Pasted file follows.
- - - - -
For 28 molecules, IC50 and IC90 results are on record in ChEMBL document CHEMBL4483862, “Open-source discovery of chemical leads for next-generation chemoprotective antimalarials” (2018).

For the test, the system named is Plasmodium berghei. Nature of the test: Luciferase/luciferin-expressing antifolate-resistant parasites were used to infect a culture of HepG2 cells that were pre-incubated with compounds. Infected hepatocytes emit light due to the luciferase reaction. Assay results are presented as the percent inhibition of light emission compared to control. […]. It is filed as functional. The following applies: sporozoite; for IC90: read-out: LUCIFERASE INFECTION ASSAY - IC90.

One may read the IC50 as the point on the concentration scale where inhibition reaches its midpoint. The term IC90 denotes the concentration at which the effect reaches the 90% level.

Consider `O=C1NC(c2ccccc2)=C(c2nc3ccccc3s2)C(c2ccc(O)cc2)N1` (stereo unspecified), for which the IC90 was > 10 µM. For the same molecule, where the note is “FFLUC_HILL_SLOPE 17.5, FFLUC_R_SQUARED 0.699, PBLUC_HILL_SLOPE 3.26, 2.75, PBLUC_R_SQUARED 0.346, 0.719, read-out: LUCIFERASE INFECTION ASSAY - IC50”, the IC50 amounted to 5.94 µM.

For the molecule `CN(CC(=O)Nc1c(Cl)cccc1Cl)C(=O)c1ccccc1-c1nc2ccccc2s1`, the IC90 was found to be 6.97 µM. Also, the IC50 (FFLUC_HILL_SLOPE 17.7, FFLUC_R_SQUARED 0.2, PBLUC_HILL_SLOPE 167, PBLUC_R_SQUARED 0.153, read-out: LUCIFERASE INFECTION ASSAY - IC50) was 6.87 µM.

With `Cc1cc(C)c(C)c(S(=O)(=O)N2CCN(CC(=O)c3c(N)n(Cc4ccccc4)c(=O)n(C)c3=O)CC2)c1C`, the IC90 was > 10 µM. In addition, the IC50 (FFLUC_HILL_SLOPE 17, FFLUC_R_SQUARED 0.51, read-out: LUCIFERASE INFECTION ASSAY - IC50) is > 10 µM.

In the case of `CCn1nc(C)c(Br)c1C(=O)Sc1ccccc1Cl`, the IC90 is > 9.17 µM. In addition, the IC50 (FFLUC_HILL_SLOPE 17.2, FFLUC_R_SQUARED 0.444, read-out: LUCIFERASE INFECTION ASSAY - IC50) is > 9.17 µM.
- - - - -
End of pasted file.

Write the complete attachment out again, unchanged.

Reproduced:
For 28 molecules, IC50 and IC90 results are on record in ChEMBL document CHEMBL4483862, “Open-source discovery of chemical leads for next-generation chemoprotective antimalarials” (2018).

For the test, the system named is Plasmodium berghei. Nature of the test: Luciferase/luciferin-expressing antifolate-resistant parasites were used to infect a culture of HepG2 cells that were pre-incubated with compounds. Infected hepatocytes emit light due to the luciferase reaction. Assay results are presented as the percent inhibition of light emission compared to control. […]. It is filed as functional. The following applies: sporozoite; for IC90: read-out: LUCIFERASE INFECTION ASSAY - IC90.

One may read the IC50 as the point on the concentration scale where inhibition reaches its midpoint. The term IC90 denotes the concentration at which the effect reaches the 90% level.

Consider `O=C1NC(c2ccccc2)=C(c2nc3ccccc3s2)C(c2ccc(O)cc2)N1` (stereo unspecified), for which the IC90 was > 10 µM. For the same molecule, where the note is “FFLUC_HILL_SLOPE 17.5, FFLUC_R_SQUARED 0.699, PBLUC_HILL_SLOPE 3.26, 2.75, PBLUC_R_SQUARED 0.346, 0.719, read-out: LUCIFERASE INFECTION ASSAY - IC50”, the IC50 amounted to 5.94 µM.

For the molecule `CN(CC(=O)Nc1c(Cl)cccc1Cl)C(=O)c1ccccc1-c1nc2ccccc2s1`, the IC90 was found to be 6.97 µM. Also, the IC50 (FFLUC_HILL_SLOPE 17.7, FFLUC_R_SQUARED 0.2, PBLUC_HILL_SLOPE 167, PBLUC_R_SQUARED 0.153, read-out: LUCIFERASE INFECTION ASSAY - IC50) was 6.87 µM.

With `Cc1cc(C)c(C)c(S(=O)(=O)N2CCN(CC(=O)c3c(N)n(Cc4ccccc4)c(=O)n(C)c3=O)CC2)c1C`, the IC90 was > 10 µM. In addition, the IC50 (FFLUC_HILL_SLOPE 17, FFLUC_R_SQUARED 0.51, read-out: LUCIFERASE INFECTION ASSAY - IC50) is > 10 µM.

In the case of `CCn1nc(C)c(Br)c1C(=O)Sc1ccccc1Cl`, the IC90 is > 9.17 µM. In addition, the IC50 (FFLUC_HILL_SLOPE 17.2, FFLUC_R_SQUARED 0.444, read-out: LUCIFERASE INFECTION ASSAY - IC50) is > 9.17 µM.